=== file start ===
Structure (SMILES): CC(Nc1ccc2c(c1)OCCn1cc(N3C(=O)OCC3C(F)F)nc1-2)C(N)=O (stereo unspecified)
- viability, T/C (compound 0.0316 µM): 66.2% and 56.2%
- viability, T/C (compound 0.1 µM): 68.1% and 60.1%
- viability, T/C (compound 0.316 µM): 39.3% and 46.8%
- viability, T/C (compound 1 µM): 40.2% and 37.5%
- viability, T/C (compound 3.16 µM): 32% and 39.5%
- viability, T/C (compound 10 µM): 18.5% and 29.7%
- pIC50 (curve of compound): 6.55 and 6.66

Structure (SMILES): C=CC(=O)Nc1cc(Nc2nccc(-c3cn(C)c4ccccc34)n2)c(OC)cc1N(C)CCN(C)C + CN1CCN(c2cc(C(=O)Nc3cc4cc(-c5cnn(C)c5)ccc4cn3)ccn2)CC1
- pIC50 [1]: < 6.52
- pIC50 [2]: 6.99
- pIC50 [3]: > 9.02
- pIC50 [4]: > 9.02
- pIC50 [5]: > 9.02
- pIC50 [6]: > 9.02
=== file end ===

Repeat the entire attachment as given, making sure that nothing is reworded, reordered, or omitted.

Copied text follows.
Structure (SMILES): CC(Nc1ccc2c(c1)OCCn1cc(N3C(=O)OCC3C(F)F)nc1-2)C(N)=O (stereo unspecified)
- viability, T/C (compound 0.0316 µM): 66.2% and 56.2%
- viability, T/C (compound 0.1 µM): 68.1% and 60.1%
- viability, T/C (compound 0.316 µM): 39.3% and 46.8%
- viability, T/C (compound 1 µM): 40.2% and 37.5%
- viability, T/C (compound 3.16 µM): 32% and 39.5%
- viability, T/C (compound 10 µM): 18.5% and 29.7%
- pIC50 (curve of compound): 6.55 and 6.66

Structure (SMILES): C=CC(=O)Nc1cc(Nc2nccc(-c3cn(C)c4ccccc34)n2)c(OC)cc1N(C)CCN(C)C + CN1CCN(c2cc(C(=O)Nc3cc4cc(-c5cnn(C)c5)ccc4cn3)ccn2)CC1
- pIC50 [1]: < 6.52
- pIC50 [2]: 6.99
- pIC50 [3]: > 9.02
- pIC50 [4]: > 9.02
- pIC50 [5]: > 9.02
- pIC50 [6]: > 9.02